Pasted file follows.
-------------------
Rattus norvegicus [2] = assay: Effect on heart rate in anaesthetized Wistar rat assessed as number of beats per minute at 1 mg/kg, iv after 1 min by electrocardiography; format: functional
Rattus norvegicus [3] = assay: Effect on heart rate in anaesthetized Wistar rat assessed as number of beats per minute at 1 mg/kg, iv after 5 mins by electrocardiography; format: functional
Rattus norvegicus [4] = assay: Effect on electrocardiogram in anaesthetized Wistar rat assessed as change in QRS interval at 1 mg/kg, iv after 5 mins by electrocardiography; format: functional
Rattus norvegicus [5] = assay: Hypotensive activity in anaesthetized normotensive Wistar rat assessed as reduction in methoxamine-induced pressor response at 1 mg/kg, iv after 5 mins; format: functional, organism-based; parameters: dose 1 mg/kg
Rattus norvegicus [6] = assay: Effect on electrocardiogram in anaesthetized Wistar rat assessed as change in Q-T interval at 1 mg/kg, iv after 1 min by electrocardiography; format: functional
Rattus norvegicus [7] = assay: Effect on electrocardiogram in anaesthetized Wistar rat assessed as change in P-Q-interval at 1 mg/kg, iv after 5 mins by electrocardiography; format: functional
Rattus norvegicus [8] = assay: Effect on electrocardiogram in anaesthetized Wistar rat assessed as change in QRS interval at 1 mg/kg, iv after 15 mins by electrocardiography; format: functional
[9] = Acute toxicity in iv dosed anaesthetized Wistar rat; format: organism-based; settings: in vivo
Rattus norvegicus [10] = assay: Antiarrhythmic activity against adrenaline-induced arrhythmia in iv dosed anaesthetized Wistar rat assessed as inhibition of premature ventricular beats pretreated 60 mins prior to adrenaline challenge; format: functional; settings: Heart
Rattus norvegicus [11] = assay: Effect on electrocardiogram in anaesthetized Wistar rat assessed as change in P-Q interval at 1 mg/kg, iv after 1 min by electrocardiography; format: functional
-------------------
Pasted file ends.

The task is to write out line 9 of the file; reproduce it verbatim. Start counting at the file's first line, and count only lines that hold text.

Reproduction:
Rattus norvegicus [10] = assay: Antiarrhythmic activity against adrenaline-induced arrhythmia in iv dosed anaesthetized Wistar rat assessed as inhibition of premature ventricular beats pretreated 60 mins prior to adrenaline challenge; format: functional; settings: Heart